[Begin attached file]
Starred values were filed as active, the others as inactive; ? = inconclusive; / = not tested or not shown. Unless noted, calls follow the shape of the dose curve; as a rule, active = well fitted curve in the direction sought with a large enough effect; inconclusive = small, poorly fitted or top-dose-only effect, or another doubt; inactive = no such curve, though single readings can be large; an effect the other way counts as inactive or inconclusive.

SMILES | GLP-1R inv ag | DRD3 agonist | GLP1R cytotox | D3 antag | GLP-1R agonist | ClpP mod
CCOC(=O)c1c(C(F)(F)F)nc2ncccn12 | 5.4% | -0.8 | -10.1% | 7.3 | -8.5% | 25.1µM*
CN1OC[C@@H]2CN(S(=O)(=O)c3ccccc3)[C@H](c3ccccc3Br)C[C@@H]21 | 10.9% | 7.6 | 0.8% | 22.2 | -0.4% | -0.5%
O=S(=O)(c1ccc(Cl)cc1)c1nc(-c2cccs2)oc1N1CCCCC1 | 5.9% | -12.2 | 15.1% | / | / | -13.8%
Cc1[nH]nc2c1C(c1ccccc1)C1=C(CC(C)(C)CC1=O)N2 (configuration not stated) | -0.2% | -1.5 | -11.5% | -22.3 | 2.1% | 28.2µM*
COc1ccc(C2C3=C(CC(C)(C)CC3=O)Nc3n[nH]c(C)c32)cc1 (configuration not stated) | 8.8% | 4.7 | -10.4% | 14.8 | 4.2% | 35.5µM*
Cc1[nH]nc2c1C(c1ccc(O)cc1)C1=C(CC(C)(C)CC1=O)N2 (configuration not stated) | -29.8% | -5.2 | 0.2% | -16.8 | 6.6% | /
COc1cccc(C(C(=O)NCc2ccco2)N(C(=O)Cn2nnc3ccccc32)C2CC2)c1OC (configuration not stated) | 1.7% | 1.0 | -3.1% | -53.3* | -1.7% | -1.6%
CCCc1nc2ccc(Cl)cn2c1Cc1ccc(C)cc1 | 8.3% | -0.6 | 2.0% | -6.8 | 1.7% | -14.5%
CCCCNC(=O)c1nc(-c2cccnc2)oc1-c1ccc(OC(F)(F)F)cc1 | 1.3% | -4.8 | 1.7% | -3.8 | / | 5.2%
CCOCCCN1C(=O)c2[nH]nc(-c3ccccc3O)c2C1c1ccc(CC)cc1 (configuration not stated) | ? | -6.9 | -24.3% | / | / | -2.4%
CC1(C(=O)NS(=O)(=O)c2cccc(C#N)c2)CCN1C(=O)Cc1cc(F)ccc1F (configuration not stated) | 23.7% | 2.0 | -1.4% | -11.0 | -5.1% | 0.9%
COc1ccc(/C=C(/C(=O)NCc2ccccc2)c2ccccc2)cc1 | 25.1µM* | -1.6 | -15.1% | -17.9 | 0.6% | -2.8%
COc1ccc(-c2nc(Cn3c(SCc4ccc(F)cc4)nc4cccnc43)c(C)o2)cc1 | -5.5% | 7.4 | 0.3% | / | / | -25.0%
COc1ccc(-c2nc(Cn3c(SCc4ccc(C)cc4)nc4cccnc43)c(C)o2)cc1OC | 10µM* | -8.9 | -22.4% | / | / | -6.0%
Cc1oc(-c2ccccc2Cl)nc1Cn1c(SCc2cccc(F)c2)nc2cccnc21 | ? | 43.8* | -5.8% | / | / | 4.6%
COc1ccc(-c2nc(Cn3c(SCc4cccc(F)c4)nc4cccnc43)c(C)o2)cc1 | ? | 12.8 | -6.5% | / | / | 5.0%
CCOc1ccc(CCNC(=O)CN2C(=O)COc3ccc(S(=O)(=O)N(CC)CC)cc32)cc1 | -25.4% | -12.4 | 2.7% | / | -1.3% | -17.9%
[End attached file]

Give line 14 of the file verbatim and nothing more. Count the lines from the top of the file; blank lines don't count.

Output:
COc1ccc(/C=C(/C(=O)NCc2ccccc2)c2ccccc2)cc1 | 25.1µM* | -1.6 | -15.1% | -17.9 | 0.6% | -2.8%